The good thing is EQ can be learned.  If you get clear on what Emotional Intelligence is, measure your ability as to where you are and if you are committed to change then 100% yes you can increase your EQ.

 

If you’d like to find out more, get in touch. We use EQ-i2 and EQ 360° diagnostic tools to determine your EQ, from there guiding you through the results and how they can be effectively put to use in your own success journey.

Why Seeking Feedback Plays Such an Important Role in Success

Everyone, at some point in their professional development, wonders how they are doing. Feedback plays an important role in this self-awareness process. As individuals, we have our own perceptions as to how effective we believe we are in the workplace.

But what about the impact your behaviour has on others? Do they see the same qualities in you as you see in yourself?

If you have desires to improve yourself and climb the ladder of success, one of the most important elements of this journey is to be able to see yourself through the eyes of others.  To know how your leadership style, communication style or perhaps your conflict style impacts others. Does it encourage or discourage people? Does it motivate or demotivate?  Being able to look at ourselves through the eyes of others provides information essential to the self-development process.

Are you seeing yourself the way others see you?
Are you seeing yourself the way others see you?

Often what we mean to do is not what others see. Learning the difference can greatly enhance our self-awareness and improvement.

Due to the sometimes negative experiences individuals have had in processes like performance reviews; they often avoid asking for others’ opinions of themselves and their workstyles. Hence, the concept of “feedback” is often confused with “criticism”. This is a mistake.

Let me share my story with you…

Many years ago I was working in a direct selling organisation, managing a large group of people.  I would present to well over 100 individuals on a weekly basis and worked a little more closely with a group of about 8 down line Managers, 4 up line Managers as well as a dozen peers.  Feedback in this industry was encouraged and people would openly share their thoughts, opinions and recommendations.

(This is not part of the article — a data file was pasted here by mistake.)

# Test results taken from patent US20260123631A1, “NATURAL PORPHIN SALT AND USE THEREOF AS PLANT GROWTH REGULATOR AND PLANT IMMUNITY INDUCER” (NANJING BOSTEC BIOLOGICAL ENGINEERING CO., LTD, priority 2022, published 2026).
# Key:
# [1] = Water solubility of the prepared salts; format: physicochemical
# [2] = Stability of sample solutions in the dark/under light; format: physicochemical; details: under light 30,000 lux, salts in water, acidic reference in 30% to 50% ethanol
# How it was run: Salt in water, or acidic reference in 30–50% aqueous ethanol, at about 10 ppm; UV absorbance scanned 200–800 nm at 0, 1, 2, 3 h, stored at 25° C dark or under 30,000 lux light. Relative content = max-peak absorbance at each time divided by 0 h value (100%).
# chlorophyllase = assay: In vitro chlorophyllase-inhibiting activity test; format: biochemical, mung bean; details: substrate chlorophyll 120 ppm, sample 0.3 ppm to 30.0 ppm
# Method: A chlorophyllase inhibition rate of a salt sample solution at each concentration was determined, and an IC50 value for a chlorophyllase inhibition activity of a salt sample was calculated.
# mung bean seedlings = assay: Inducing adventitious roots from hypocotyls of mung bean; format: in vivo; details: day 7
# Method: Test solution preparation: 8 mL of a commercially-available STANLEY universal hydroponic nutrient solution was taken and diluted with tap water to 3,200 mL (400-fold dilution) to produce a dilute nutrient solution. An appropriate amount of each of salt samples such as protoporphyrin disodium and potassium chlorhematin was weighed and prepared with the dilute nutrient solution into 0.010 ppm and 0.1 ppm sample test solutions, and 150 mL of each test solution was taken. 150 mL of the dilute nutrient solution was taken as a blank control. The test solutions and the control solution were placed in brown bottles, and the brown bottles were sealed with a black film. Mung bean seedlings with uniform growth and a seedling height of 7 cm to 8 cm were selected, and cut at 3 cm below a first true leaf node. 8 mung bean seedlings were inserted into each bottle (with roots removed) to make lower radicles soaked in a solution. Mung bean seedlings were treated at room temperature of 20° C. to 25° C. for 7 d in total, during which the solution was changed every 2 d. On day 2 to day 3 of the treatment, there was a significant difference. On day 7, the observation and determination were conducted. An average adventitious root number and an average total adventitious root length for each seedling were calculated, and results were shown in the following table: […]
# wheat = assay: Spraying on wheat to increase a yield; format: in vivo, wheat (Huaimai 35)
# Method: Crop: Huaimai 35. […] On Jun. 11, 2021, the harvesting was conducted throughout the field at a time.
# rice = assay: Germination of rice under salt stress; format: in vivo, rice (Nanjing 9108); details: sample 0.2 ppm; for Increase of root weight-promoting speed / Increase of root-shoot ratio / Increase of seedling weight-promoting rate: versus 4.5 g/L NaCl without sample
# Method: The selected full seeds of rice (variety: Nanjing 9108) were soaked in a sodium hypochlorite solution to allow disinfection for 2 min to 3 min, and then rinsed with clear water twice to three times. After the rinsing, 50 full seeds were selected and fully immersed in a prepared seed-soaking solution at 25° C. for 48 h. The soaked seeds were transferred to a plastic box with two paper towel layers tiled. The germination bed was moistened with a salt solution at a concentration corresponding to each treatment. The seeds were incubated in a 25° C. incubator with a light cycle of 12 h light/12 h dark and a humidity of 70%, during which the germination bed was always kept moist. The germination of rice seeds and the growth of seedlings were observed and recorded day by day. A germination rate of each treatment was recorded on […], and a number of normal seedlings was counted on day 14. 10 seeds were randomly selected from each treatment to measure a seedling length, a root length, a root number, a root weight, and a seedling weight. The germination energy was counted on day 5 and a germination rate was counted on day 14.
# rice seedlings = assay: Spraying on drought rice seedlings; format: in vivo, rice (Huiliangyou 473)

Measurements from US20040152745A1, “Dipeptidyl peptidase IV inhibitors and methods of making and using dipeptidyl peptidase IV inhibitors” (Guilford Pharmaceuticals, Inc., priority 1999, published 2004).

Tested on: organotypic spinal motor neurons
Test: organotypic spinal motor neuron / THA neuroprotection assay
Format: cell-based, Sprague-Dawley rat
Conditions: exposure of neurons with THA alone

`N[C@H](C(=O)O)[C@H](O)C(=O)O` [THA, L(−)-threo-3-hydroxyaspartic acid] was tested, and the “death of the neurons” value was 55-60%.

After a period of time, I started to realise that a big chunk of the feedback was not actually helpful to me. From my peers and Managers, I would receive positive feedback combined with specifics about how I could improve, grow and develop. Yet other feedback I was receiving simply felt like criticism with no specifics, no balance and basically just felt negative.  It felt like it was coming from people who basically just wanted to discourage me.

I recall lying in bed one morning thinking this was all getting too hard and it was knocking my self-confidence around.  It was then I decided I simply needed to manage the feedback.  So I set some boundaries around the feedback. They were:

  • Only accept it from people I respected and admired;
  • Those people whose lives or businesses were working
  • Those people who were moving in the circles I wanted to move in.
  • Those people who I believed genuinely wanted the best for me and would give me honest and balanced feedback.

For most of the feedback outside those boundaries, I let disappear into the ether. This had a much more positive effect on my growth and development.

So what I’m suggesting here is to seek out feedback, but set your own boundaries around who you want to receive it from. I’m not suggesting you only seek out feedback from those people that really like you and will tell you what you want to hear, but balanced with both the positive and the areas for development.

Audit the sources of your feedback!

The intention of feedback needs to come from a space of genuinely wanting to help people grow and develop. If the recipient knows that, it will be a positive experience.